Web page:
History AbusiveParents / Literature

29th Jun '16 5:16:51 PM nombretomado
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* ''TheAdventuresOfHuckleberryFinn'': Huckleberry Finn's [[TheAlcoholic alcoholic]] dad beats him, verbally abuses him, takes his money to buy whiskey, leaves him to live on the streets, and at one point kidnaps him and keeps him hidden in the woods. In ''TheAdventuresOfTomSawyer'' it's implied that he also abused Huck's [[MissingMom late mother]]--"They used to fight all the time."

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* ''TheAdventuresOfHuckleberryFinn'': ''Literature/AdventuresOfHuckleberryFinn'': Huckleberry Finn's [[TheAlcoholic alcoholic]] dad beats him, verbally abuses him, takes his money to buy whiskey, leaves him to live on the streets, and at one point kidnaps him and keeps him hidden in the woods. In ''TheAdventuresOfTomSawyer'' ''Literature/TheAdventuresOfTomSawyer'' it's implied that he also abused Huck's [[MissingMom late mother]]--"They used to fight all the time."
27th Jun '16 9:39:38 PM Resolution
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* ''Literature/AnEmberInTheAshes'' has the Commandant, who teams up with her sons rivals for succession and therefore tries to kill him. She doesn't single him out in training, but she's never imparted any maternal love (except for the first few hours of his life).
13th May '16 11:04:03 PM Doug86
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* ''CloudOfSparrows'': Emily was raped by her [[WickedStepmother evil stepfather]], and her brothers were regularly whipped and beaten at the slightest pretext.

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* ''CloudOfSparrows'': ''Literature/CloudOfSparrows'': Emily was raped by her [[WickedStepmother evil stepfather]], and her brothers were regularly whipped and beaten at the slightest pretext.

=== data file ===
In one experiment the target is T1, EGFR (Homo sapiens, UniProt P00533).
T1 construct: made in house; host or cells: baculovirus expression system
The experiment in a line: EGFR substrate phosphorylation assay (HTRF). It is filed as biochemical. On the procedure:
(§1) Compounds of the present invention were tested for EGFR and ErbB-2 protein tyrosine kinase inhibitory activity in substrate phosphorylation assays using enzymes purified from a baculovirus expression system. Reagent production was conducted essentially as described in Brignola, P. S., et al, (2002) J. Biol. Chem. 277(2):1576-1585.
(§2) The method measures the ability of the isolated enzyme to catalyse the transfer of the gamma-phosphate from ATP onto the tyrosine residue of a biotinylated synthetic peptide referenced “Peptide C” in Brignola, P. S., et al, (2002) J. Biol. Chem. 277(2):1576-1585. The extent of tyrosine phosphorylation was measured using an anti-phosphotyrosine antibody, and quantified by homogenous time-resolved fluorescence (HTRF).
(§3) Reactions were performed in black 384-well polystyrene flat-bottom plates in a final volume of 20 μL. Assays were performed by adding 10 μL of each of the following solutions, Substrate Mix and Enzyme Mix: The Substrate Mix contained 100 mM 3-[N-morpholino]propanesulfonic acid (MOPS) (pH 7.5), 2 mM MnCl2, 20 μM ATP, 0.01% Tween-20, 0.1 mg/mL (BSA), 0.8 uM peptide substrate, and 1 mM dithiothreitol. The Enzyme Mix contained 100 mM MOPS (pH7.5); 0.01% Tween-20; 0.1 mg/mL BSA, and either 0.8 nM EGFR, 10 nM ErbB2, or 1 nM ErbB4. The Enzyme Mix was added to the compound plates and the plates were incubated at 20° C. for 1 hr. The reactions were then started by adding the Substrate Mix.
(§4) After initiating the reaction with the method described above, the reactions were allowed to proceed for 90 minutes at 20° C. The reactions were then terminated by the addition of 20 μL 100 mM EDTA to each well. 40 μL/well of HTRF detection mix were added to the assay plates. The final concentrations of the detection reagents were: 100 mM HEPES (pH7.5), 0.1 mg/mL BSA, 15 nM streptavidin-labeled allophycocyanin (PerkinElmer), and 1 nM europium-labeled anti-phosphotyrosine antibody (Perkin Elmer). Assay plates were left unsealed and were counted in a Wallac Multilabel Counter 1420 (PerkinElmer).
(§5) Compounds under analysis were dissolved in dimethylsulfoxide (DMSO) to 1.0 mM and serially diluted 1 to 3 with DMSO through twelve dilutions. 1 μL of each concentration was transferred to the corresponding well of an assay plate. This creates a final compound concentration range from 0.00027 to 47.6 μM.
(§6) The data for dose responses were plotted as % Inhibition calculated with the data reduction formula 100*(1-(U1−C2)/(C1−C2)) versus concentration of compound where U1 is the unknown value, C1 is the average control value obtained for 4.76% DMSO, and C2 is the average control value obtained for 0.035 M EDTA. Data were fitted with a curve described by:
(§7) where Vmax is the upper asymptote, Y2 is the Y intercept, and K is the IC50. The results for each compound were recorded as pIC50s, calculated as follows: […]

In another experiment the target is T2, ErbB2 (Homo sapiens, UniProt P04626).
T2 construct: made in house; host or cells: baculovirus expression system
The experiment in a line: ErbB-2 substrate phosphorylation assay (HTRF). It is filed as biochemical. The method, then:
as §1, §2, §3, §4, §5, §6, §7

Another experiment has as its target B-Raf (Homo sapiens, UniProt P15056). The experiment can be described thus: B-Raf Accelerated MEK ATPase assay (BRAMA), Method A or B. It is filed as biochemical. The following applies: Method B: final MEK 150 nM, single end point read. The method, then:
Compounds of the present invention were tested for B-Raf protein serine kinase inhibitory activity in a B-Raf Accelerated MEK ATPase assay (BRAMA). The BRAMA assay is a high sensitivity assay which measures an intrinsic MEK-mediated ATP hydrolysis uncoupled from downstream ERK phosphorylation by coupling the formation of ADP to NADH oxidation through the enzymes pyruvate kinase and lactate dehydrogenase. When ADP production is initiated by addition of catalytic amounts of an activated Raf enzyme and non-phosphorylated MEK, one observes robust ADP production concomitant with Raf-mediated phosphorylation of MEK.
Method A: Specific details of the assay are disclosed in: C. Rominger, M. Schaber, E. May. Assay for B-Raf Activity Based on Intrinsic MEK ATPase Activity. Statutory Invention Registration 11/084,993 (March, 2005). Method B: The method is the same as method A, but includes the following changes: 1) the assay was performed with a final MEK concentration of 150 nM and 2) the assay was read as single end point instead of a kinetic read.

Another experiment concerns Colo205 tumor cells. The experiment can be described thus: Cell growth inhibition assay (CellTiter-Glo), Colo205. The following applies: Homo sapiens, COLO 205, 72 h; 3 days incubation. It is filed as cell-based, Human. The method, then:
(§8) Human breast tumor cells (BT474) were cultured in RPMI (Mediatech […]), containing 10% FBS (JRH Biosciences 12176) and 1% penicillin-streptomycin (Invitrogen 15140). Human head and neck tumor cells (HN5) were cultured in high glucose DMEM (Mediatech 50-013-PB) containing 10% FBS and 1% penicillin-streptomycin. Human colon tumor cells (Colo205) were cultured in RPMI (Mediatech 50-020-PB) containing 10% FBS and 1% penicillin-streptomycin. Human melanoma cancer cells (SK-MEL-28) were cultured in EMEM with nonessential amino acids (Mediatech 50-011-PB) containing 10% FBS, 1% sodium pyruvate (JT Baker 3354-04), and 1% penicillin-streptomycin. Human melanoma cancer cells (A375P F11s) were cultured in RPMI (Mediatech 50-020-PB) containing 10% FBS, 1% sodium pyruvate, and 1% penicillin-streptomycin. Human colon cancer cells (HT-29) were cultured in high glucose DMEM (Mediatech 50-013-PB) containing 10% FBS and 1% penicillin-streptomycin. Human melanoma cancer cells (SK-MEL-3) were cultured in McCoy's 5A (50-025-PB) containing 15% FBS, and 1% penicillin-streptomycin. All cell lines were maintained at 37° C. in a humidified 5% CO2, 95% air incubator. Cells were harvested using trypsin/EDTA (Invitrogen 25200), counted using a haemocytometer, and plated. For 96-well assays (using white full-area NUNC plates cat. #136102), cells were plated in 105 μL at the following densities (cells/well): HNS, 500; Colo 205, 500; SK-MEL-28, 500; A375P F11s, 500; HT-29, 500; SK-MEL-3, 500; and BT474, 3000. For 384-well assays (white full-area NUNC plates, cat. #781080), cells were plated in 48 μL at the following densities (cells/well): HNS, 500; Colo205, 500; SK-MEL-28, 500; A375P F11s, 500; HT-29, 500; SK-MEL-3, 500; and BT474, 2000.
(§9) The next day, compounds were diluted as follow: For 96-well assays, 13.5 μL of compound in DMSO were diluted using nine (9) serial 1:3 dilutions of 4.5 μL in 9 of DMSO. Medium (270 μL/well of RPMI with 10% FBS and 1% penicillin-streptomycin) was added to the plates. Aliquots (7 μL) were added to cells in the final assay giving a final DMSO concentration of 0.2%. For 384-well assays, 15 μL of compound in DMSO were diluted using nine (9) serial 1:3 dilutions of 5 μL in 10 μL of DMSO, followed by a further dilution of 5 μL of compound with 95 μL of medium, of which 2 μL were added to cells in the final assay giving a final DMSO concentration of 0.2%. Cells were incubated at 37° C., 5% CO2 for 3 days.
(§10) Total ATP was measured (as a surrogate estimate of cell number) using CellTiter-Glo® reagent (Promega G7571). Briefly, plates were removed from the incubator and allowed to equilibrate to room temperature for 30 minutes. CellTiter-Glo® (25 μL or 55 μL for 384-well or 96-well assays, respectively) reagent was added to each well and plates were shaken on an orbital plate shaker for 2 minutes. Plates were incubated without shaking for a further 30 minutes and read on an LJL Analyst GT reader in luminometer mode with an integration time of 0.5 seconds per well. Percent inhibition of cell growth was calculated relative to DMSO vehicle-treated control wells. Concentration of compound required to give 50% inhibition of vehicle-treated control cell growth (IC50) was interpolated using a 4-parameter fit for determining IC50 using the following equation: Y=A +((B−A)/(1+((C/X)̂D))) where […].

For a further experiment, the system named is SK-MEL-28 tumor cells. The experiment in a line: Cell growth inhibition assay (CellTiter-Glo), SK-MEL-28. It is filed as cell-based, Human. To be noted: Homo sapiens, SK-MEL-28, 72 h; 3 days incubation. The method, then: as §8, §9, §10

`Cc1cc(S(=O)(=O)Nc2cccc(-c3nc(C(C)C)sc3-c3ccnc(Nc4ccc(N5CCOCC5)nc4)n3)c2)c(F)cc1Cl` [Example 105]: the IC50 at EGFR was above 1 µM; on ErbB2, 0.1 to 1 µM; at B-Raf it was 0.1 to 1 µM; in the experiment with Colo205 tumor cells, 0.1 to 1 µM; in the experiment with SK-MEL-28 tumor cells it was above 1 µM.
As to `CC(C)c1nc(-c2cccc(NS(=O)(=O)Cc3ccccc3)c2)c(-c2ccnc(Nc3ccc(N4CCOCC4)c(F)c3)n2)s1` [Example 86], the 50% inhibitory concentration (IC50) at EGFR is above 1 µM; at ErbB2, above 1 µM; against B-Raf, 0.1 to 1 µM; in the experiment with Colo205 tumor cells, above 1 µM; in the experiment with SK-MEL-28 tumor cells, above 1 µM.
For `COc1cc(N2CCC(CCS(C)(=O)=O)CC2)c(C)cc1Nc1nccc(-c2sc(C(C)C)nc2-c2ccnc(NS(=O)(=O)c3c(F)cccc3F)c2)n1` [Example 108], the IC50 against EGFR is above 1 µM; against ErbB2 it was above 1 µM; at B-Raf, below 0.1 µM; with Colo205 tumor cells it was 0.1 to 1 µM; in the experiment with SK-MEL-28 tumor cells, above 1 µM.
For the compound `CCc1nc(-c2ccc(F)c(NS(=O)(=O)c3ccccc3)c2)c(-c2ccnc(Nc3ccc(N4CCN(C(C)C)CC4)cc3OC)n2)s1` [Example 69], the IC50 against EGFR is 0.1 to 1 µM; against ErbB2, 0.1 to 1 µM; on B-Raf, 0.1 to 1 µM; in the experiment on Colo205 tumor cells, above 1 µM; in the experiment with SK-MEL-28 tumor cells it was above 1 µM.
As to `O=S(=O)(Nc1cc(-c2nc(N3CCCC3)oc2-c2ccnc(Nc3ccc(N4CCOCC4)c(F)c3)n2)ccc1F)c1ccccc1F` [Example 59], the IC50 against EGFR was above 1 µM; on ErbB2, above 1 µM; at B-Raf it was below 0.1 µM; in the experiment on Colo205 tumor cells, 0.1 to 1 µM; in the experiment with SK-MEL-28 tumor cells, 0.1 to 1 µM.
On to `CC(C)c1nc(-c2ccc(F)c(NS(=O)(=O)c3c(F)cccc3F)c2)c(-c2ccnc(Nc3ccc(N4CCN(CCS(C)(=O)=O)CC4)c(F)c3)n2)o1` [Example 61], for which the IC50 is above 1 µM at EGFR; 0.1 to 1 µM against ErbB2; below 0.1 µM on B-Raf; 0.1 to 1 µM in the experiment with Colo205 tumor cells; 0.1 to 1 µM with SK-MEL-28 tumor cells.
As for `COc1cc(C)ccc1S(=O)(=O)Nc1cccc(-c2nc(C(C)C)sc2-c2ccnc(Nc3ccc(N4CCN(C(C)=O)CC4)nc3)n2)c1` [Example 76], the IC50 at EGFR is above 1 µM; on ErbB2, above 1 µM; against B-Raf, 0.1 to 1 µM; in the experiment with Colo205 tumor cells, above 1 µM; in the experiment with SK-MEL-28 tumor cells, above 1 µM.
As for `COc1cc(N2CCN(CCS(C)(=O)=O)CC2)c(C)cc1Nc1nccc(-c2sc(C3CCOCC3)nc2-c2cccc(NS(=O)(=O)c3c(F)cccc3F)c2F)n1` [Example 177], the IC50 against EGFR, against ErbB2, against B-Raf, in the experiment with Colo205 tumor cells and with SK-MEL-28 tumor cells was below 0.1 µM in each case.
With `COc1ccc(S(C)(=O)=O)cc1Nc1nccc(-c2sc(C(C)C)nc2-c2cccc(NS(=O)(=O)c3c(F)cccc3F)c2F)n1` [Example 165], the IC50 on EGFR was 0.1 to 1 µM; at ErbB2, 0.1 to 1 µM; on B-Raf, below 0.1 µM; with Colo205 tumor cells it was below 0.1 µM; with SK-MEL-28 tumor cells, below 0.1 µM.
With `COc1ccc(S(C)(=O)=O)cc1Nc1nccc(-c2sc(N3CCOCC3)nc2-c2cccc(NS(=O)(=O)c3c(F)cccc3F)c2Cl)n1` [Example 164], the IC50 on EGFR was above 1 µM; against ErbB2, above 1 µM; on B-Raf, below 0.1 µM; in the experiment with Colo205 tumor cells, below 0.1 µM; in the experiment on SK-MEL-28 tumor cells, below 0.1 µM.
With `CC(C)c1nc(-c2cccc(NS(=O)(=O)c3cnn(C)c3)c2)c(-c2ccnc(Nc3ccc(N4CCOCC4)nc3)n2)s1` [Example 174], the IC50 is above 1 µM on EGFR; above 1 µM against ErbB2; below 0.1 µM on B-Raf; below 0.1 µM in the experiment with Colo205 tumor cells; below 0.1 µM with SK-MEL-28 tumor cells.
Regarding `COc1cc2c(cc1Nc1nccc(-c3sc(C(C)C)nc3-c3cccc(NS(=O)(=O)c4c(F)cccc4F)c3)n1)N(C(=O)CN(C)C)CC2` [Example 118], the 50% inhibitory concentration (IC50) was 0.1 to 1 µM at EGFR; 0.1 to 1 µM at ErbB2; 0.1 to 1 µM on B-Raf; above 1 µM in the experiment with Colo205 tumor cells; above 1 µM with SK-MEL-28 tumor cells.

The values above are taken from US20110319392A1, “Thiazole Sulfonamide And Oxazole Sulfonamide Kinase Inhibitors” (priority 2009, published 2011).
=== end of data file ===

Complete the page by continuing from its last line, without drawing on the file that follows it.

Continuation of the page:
10th May '16 5:18:04 PM Lokoron
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* Austin, the protagonist of ''Literature/HollowPlaces,'' went through three sets of parents/guardians. His biological parents were authoritarian cult leaders. Later, he and his sister were taken in by their older brother and his girlfriend, who both eventually began to neglect them and became domestic terrorists. They forced the two children under their care to sit in the crossfire when they were beset by an attack drone, resulting in Austin suffering horrific injuries and his sister's death. Luckily, the foster parents who took Austin in were good people.
8th May '16 1:32:34 PM Morgenthaler
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* ''InDeath'' series:

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* ''InDeath'' ''Literature/InDeath'' series:
5th May '16 4:24:09 AM Morgenthaler
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* JohnVarley:

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* JohnVarley:Creator/JohnVarley:



* ''KnightAndRogueSeries'': Michael's father comes off as just a strict man with his sons. One who also told Michael that being honest was the only thing he could do right, and who was willing to let him go off as a man with no legal rights to try and take down a murder suspect to win favor with a higher authority figure, and who permanently stripped away those legal rights to try and force a life on Michael that he knew his son didn't want.

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* ''KnightAndRogueSeries'': ''Literature/KnightAndRogueSeries'': Michael's father comes off as just a strict man with his sons. One who also told Michael that being honest was the only thing he could do right, and who was willing to let him go off as a man with no legal rights to try and take down a murder suspect to win favor with a higher authority figure, and who permanently stripped away those legal rights to try and force a life on Michael that he knew his son didn't want.